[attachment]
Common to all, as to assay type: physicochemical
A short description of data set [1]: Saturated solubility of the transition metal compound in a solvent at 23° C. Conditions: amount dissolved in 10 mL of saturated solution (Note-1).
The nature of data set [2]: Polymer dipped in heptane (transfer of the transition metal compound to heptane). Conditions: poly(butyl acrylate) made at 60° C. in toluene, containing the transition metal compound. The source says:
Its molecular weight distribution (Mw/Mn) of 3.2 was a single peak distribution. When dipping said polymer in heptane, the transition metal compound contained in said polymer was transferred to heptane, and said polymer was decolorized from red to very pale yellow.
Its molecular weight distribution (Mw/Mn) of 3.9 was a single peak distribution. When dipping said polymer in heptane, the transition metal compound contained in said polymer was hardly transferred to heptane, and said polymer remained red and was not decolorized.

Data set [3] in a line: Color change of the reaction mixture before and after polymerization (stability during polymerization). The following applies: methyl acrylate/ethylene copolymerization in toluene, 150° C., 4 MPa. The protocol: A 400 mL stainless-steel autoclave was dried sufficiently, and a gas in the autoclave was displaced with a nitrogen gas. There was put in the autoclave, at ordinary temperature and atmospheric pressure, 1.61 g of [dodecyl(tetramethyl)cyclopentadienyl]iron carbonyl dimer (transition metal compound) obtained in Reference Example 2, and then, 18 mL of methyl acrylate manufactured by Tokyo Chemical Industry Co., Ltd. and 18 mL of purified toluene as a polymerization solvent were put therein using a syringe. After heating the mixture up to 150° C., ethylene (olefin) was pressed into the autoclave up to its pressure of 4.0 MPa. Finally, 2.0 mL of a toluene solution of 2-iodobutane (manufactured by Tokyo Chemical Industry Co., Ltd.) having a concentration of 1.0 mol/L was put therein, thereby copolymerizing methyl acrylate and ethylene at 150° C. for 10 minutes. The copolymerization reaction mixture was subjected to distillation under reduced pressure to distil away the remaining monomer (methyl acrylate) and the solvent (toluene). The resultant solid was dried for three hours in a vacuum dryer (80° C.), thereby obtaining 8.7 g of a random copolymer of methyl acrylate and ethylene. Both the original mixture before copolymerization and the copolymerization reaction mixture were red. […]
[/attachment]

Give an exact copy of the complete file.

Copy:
Common to all, as to assay type: physicochemical
A short description of data set [1]: Saturated solubility of the transition metal compound in a solvent at 23° C. Conditions: amount dissolved in 10 mL of saturated solution (Note-1).
The nature of data set [2]: Polymer dipped in heptane (transfer of the transition metal compound to heptane). Conditions: poly(butyl acrylate) made at 60° C. in toluene, containing the transition metal compound. The source says:
Its molecular weight distribution (Mw/Mn) of 3.2 was a single peak distribution. When dipping said polymer in heptane, the transition metal compound contained in said polymer was transferred to heptane, and said polymer was decolorized from red to very pale yellow.
Its molecular weight distribution (Mw/Mn) of 3.9 was a single peak distribution. When dipping said polymer in heptane, the transition metal compound contained in said polymer was hardly transferred to heptane, and said polymer remained red and was not decolorized.

Data set [3] in a line: Color change of the reaction mixture before and after polymerization (stability during polymerization). The following applies: methyl acrylate/ethylene copolymerization in toluene, 150° C., 4 MPa. The protocol: A 400 mL stainless-steel autoclave was dried sufficiently, and a gas in the autoclave was displaced with a nitrogen gas. There was put in the autoclave, at ordinary temperature and atmospheric pressure, 1.61 g of [dodecyl(tetramethyl)cyclopentadienyl]iron carbonyl dimer (transition metal compound) obtained in Reference Example 2, and then, 18 mL of methyl acrylate manufactured by Tokyo Chemical Industry Co., Ltd. and 18 mL of purified toluene as a polymerization solvent were put therein using a syringe. After heating the mixture up to 150° C., ethylene (olefin) was pressed into the autoclave up to its pressure of 4.0 MPa. Finally, 2.0 mL of a toluene solution of 2-iodobutane (manufactured by Tokyo Chemical Industry Co., Ltd.) having a concentration of 1.0 mol/L was put therein, thereby copolymerizing methyl acrylate and ethylene at 150° C. for 10 minutes. The copolymerization reaction mixture was subjected to distillation under reduced pressure to distil away the remaining monomer (methyl acrylate) and the solvent (toluene). The resultant solid was dried for three hours in a vacuum dryer (80° C.), thereby obtaining 8.7 g of a random copolymer of methyl acrylate and ethylene. Both the original mixture before copolymerization and the copolymerization reaction mixture were red. […]